Vendors throw around the term 4G around in the same way that some snack companies abused "low fat." One lawmaker wants the carriers to clearly spell out what 4G means.
When people had a 2G or 3G phone, they had a pretty good idea of how it would perform online, as most 2G and 3G services were comparable between different carriers. Now, however, 4G has come to mean just about anything the carrier wants it to. The marketing department has taken over the responsibility of using technical terms to describe the network's performance.
The truth is, none of the networks have towers or phones that qualify for 4G, and carriers and manufacturers know it. Per the 4G spec, speeds should approach 100-Mbit/second, well above anything offered today. A few years ago, Hitachi referred to its LTE implementation as 3.9G. You can be sure, though, that no carrier will advertise their service as 3.9G. Full version updates sound much better than a point version. RIM just did this with the BlackBerry 7 name, which should have been 6.x.
The problem with 4G being advertised, aside from not being 4G at all, of course, is that the term means so many different things. Congresswoman Anna Eschoo just introduced a bill called the "Next Generation Wireless Disclosure Act." Its intention is to make consumers more informed before committing to a multi-year plan by requiring the carrier to spell out exactly what they are selling. The bill has a number of requirements beyond the obvious speed claims:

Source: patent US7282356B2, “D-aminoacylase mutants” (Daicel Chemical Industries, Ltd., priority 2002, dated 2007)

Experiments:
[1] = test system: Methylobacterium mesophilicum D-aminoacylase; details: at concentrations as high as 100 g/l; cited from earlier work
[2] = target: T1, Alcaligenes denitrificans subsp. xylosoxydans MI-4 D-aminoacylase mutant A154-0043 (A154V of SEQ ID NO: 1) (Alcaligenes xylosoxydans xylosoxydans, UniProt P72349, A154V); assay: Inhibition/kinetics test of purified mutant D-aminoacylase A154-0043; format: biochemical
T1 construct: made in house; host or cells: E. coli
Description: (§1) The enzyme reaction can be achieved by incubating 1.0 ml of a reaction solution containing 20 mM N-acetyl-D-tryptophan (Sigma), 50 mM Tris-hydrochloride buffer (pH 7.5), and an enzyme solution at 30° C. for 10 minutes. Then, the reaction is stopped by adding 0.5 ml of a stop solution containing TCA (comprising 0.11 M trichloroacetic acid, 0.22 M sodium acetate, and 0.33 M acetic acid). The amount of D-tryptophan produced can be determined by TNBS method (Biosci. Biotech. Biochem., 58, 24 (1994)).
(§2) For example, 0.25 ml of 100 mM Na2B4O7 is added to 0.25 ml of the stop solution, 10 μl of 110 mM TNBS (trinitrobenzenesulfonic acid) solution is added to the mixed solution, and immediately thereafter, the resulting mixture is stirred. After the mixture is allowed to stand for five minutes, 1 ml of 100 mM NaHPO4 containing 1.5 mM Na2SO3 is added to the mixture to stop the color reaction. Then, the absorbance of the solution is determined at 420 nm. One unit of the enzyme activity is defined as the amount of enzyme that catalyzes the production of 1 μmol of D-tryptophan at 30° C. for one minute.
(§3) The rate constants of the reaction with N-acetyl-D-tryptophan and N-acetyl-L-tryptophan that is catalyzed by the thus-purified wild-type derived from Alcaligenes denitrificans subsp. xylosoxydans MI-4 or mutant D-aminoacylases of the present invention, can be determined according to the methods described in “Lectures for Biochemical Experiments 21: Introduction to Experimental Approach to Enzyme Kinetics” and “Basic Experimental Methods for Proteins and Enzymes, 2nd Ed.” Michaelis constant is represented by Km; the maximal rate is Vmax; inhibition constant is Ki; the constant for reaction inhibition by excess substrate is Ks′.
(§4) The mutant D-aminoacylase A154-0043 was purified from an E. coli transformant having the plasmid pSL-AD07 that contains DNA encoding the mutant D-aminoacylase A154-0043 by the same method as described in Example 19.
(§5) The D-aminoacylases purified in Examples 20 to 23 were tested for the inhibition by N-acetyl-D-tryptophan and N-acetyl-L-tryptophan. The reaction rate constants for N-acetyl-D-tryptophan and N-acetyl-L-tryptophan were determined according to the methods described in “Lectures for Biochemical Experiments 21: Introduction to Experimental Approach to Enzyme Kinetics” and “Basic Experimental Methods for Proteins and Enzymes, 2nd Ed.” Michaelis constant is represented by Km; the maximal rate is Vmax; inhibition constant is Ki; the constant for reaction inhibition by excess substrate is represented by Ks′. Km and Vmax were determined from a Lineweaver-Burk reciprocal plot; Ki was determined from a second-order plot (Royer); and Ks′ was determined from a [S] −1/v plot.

-- Guaranteed minimum data speed;
-- Network reliability;
-- Coverage area maps;
-- Technology used to provide 4G service;
-- Network conditions that can impact the speed of applications and services used on the network.
These would have to be disclosed at the time of sale and be included in the billing materials. It should make it easier for people to compare carriers and see which is the best deal, though some of that information is bound to confuse. How many consumers would care about the technology used for the 4G service? Not many.
Network reliability though is interesting. Had this bill been enacted in 2007 for 3G networks, AT&T would have had a serious problem. Presumably if the carrier fails to live up to its claims, at a minimum the Federal Trade Commission or Federal Communications Commission could levy fines. Worst case, it would be a violation of the contract and consumers would walk away with no early termination fee. I think the final requirement listed is an out, though: "Too many people downloading too much" would be a permissible network condition that can impact the speed of apps and services on the network.
The full text of the bill can be found here. It doesn't have a number assigned to it yet though, so it is very early in the process. I'll be curious to see how this moves through the House of Representatives. Do you think this kind of legislation is necessary or should market forces prevail?
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